Additional Conditions and Test
Card Set Information
Additional Conditions and Test
What is Temporal Arteritis?
What is another name for it?
What mode is best seen with?
-The superficial temporal artery's wall is inflamed.
What does temporal arteritis look like on ultrasound?
-Artery diameter larger in B-Mode.
-May see an anechoic 'halo' from the edema.
-intimal thickening causes lumen to be narrowed by an overgrowth of smooth muscle cells and fibrous tissue.
When is Temporal Arteritis most common? (2)
What are three possible symptoms?
-Usually occurs on one side than becomes bilateral.
-Age group is 50 years or older.
1.) red mark (line) in temporal area on one side
3.) eye sight problems start on one side than can eventually become both sides.
What is another name for Blue Toe Syndrome?
What are the 3 causes of Blue Toe Syndrome?
What are 2 diagnositic tests?
1.) emboli from an aneurysms
3.) ulcerated plaque may travel to smallest arteries.
1.) arterial duplex with ABI's
2.) Art. Seg.
What is Takayasu's Disease caused from?
What happens to the artery? (3)
Can cause? (2)
Seen commonly in?
Unknown cause- likely autoimmune mechanism
1.) Media and adventitia become inflamed.
2.) Fibroelastic tissue multiples and causes the walls to become thickened.
3.) Artery shortens
: intima looks "peddle like"
1.) Small aneurysms can develop
2.) Thrombus can form
Commonly seen in young Asian women
What is another name for Buerger's Disease?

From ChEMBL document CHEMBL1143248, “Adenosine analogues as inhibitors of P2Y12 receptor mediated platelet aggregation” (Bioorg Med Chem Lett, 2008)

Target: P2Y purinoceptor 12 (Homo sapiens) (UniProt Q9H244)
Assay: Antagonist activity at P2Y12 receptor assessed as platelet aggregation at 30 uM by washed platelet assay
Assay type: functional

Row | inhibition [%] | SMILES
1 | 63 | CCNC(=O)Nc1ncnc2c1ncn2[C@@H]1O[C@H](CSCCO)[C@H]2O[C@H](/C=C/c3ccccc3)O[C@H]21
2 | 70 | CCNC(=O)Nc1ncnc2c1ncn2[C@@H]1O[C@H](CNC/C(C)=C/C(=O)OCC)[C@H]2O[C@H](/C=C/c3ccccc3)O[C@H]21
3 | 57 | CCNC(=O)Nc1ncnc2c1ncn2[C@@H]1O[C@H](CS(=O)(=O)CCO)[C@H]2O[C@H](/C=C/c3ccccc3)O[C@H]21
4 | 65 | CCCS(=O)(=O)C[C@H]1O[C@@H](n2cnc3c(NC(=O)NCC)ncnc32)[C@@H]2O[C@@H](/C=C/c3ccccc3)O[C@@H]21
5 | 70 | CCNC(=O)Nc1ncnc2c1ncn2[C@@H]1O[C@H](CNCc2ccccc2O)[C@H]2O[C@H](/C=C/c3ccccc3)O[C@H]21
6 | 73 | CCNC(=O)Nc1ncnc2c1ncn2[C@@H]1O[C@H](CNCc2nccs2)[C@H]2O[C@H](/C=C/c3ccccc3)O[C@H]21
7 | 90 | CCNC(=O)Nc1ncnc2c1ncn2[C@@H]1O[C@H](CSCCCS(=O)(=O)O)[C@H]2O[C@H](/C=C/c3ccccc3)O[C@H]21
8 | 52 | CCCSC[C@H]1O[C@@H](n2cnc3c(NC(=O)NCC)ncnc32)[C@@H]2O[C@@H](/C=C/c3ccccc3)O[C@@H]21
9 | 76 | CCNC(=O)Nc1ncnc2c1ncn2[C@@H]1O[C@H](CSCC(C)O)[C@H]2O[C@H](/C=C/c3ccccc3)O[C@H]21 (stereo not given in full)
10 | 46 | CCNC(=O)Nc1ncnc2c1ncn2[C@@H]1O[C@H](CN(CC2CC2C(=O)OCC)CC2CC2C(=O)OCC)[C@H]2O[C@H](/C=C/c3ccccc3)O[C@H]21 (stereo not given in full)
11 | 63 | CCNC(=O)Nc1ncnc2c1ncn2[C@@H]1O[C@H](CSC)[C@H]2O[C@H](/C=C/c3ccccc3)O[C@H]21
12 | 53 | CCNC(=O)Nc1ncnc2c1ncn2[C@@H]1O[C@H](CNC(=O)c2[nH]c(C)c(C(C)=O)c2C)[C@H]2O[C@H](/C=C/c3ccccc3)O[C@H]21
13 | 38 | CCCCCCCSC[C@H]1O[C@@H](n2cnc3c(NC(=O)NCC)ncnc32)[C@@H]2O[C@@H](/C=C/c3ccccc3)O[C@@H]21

Caused by what?
Affects who commonly?
Could cause what? (4)
-Small to medium sized arteries in arms and leg
-Young male smokers
-Arterial thrombosis or thrombophlebitis.
---Which can cause:
4.) Neurosis/Arterial Ulcers
How does arterial thrombosis or thrombophlebitis cause ischemia?
Blood can't get through to tissue
How does Thromboangiitis Obliterans affect the arteries? (2)
1.) Causes focal inflammations in the outer layer of the artery wall.
2.) The intima thickens but no lipid formation
What is another name for Periarteritis nodosa?
What does it cause? (2)
Most common in? (2)
1.) focal inflammatory lesions in small to medium sized arteries.
2.) inflammation involves all layers of the artery
1.) more common in men than women
2.) commonly in ages 50-60
May cause aneurysms
: little red blotches on skin
Do arterial duplex
What does MRA stand for?
What does it use? (3)
How many planes is it in?
What does the images (compare) look like?
What two things are well distinquished from each other?
-Magnetic resonance imaging
1.) Radiofrequency energy
2.) strong magnetic field
3.) non-ionizing radiation
-Look like angiograms
-Flowing blood and soft tissue without contrast agents
What are 3 limitations to MRA?
1.) Metallic clips, pacemakers, monitoring equipment
2.) Inability to accurately assess degree of stenosis
3.) Can overestimate stenosis due to slow flow or turbulence, resulting in loss of magnetic signal
What are 3 things that MRA use to look at?
What does CT stand for?
What does it use? (2)
What are 3 things that CT is used for?
- Ionizing radiation to get transverse images
- Can use IV contrast
1.) Determine size of aorta
2.) Size of aneurysm
3.) ID's renal arteries to aorta
What are 5 limitations to CT?
1.) Patient movement
2.) Presence of metal surgical clips will lessen image quality
3.) Requires more time and is more expensive than US.
4.) One plane is used
5.) Limited on smaller arteries trying to locate PVD
What does PET stand for?
What does it show? (2)
What does it not show?
How does it work? (2)
Position Emission Tomography
-Chemical function and metabolism of an organ or tissue.
-Creates a 3D image of areas of increased metabolism.
Does not show body's anatomy
1.) pt. receives IV injection of radioactive fluorine.
2.) needs to lie still for approx. 45 minutes while isotopes circulates throughout the body